Liquidity and complex systems theory

From Naked Capitalism:
nakedcapitalism.com/2008/05/ … idity.html
Comments from a NC reader:

The reader who had posted as anon now has a handle: ThatLeftTurnInABQ and elaborates the theory based on some of the comments of other readers. Particularly interesting to me are these bits:

and

**yoganmahew wrote:
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I have posted comments about this in this thread
thepropertypin.com/viewtopic … 2&start=30

Complexity theory has been around for quite a while but as we develop ever faster super computers the type of questions we are able to ask about complex systems become ever more sophisticated.
The results are showing that complex systems can be very vulnerable and the whole system can collapse with frightening speed and their collapse can sometimes be inevitable.
Civilisation is a complex system and now that we are becoming ever more globalised these vulnerabilities will very soon come to the fore and so it could be argued that the collapse of our civilisation could also be inevitable.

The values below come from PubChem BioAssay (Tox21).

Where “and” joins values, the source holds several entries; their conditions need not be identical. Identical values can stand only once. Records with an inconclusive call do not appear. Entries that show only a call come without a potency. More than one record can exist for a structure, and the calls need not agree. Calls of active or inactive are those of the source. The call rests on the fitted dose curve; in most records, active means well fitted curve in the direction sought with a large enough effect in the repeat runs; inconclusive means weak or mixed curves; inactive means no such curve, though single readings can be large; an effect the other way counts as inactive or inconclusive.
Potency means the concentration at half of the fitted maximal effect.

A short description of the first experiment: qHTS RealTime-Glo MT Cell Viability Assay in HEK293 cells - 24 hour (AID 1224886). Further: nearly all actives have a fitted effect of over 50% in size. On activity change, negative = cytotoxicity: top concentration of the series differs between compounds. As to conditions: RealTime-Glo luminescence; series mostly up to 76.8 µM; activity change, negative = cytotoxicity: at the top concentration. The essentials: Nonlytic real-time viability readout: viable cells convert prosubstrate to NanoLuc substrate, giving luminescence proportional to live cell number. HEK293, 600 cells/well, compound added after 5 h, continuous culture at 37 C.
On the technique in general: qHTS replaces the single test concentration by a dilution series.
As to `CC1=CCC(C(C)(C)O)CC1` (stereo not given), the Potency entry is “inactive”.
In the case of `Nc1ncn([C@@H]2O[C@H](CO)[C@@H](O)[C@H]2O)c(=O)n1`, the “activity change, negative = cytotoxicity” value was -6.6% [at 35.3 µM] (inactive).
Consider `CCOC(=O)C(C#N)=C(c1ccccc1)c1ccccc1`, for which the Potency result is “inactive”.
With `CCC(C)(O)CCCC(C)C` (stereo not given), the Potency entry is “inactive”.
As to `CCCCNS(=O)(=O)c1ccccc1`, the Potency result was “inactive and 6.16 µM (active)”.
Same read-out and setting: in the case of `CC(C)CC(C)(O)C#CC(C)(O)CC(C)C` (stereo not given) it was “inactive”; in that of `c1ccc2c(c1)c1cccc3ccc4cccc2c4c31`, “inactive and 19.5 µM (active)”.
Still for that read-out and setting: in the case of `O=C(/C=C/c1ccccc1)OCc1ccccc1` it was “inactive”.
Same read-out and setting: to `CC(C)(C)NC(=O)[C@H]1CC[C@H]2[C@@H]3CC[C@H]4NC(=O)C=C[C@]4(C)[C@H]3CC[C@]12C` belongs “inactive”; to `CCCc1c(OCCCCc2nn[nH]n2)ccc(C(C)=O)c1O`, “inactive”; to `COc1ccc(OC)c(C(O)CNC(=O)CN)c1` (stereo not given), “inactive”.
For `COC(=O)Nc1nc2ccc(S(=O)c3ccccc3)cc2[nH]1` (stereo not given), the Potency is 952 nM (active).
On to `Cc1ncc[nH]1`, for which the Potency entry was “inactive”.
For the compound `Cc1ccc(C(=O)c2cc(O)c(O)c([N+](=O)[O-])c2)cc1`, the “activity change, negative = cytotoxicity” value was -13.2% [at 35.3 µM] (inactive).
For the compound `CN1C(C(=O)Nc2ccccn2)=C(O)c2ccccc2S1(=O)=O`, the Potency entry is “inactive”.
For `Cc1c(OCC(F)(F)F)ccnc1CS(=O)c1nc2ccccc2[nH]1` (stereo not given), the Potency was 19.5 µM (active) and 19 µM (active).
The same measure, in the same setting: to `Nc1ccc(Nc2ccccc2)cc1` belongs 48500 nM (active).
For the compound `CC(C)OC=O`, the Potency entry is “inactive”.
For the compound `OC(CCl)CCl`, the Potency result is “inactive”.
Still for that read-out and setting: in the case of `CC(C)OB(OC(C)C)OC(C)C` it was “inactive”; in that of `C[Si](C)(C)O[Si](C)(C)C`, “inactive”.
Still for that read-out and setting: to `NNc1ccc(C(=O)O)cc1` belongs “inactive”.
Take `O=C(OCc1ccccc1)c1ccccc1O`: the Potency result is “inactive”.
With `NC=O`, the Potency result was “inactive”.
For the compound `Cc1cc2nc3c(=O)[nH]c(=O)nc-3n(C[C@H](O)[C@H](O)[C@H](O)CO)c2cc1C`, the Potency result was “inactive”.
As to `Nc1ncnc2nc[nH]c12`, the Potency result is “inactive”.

A decent enough layman’s piece (from New Scientist - the king of layman’s pieces!) on the history of Complexity Theory wrt society, and what it could mean for everyone:

tiny.cc/ComplexityTheory

(MODS or anyone, does it matter if I link the full article thereby giving everyone full access to a subscriber site, or is that site dependent?)

Yeah, it’s been around since the 1960s on airline systems and large banking systems (although it didn’t have a name). Transaction processing is littered with unintended interaction traps.

Sabre run a booking system that has over 18,000 transactions a second at peak usage (my figures may be a little out of date!). It’s split into 16 or so complexes loosely coupled together, but tied to a single database. A resource depletion problem will crash one of those complexes before you can see it. It can spill over to all the others and they will go down like ninepins. Doesn’t happen very often, but the US carriers all tend to have ticket sales at the same time and peak load goes through the roof (think Northern Rock!).